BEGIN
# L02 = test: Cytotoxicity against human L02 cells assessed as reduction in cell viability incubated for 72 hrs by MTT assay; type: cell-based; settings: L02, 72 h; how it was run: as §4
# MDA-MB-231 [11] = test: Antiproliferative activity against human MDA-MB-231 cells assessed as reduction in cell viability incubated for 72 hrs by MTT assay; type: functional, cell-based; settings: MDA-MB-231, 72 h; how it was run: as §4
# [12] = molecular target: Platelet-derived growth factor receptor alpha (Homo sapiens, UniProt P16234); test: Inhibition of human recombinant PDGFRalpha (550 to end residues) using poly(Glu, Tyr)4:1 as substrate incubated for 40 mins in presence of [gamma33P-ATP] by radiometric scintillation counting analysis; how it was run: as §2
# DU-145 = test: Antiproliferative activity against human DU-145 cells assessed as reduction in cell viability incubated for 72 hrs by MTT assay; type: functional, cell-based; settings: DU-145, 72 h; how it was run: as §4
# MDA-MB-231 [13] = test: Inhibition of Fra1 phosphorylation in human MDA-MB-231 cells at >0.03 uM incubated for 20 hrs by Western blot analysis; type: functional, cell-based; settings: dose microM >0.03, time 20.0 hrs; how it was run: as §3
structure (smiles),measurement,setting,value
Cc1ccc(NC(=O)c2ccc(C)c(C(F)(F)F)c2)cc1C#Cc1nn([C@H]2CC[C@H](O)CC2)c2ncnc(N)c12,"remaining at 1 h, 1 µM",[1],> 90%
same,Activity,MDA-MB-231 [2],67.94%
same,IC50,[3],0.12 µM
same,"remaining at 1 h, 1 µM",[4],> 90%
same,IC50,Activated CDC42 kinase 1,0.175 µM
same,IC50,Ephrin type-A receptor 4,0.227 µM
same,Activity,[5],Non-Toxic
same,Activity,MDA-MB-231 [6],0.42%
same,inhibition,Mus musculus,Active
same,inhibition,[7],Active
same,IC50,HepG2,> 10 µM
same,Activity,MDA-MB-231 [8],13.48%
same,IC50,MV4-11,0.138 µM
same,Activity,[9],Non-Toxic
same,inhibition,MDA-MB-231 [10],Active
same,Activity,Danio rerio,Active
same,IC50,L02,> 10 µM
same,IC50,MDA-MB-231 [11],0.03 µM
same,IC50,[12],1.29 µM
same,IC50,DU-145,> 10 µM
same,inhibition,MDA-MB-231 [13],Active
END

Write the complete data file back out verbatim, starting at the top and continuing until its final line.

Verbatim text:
# L02 = test: Cytotoxicity against human L02 cells assessed as reduction in cell viability incubated for 72 hrs by MTT assay; type: cell-based; settings: L02, 72 h; how it was run: as §4
# MDA-MB-231 [11] = test: Antiproliferative activity against human MDA-MB-231 cells assessed as reduction in cell viability incubated for 72 hrs by MTT assay; type: functional, cell-based; settings: MDA-MB-231, 72 h; how it was run: as §4
# [12] = molecular target: Platelet-derived growth factor receptor alpha (Homo sapiens, UniProt P16234); test: Inhibition of human recombinant PDGFRalpha (550 to end residues) using poly(Glu, Tyr)4:1 as substrate incubated for 40 mins in presence of [gamma33P-ATP] by radiometric scintillation counting analysis; how it was run: as §2
# DU-145 = test: Antiproliferative activity against human DU-145 cells assessed as reduction in cell viability incubated for 72 hrs by MTT assay; type: functional, cell-based; settings: DU-145, 72 h; how it was run: as §4
# MDA-MB-231 [13] = test: Inhibition of Fra1 phosphorylation in human MDA-MB-231 cells at >0.03 uM incubated for 20 hrs by Western blot analysis; type: functional, cell-based; settings: dose microM >0.03, time 20.0 hrs; how it was run: as §3
structure (smiles),measurement,setting,value
Cc1ccc(NC(=O)c2ccc(C)c(C(F)(F)F)c2)cc1C#Cc1nn([C@H]2CC[C@H](O)CC2)c2ncnc(N)c12,"remaining at 1 h, 1 µM",[1],> 90%
same,Activity,MDA-MB-231 [2],67.94%
same,IC50,[3],0.12 µM
same,"remaining at 1 h, 1 µM",[4],> 90%
same,IC50,Activated CDC42 kinase 1,0.175 µM
same,IC50,Ephrin type-A receptor 4,0.227 µM
same,Activity,[5],Non-Toxic
same,Activity,MDA-MB-231 [6],0.42%
same,inhibition,Mus musculus,Active
same,inhibition,[7],Active
same,IC50,HepG2,> 10 µM
same,Activity,MDA-MB-231 [8],13.48%
same,IC50,MV4-11,0.138 µM
same,Activity,[9],Non-Toxic
same,inhibition,MDA-MB-231 [10],Active
same,Activity,Danio rerio,Active
same,IC50,L02,> 10 µM
same,IC50,MDA-MB-231 [11],0.03 µM
same,IC50,[12],1.29 µM
same,IC50,DU-145,> 10 µM
same,inhibition,MDA-MB-231 [13],Active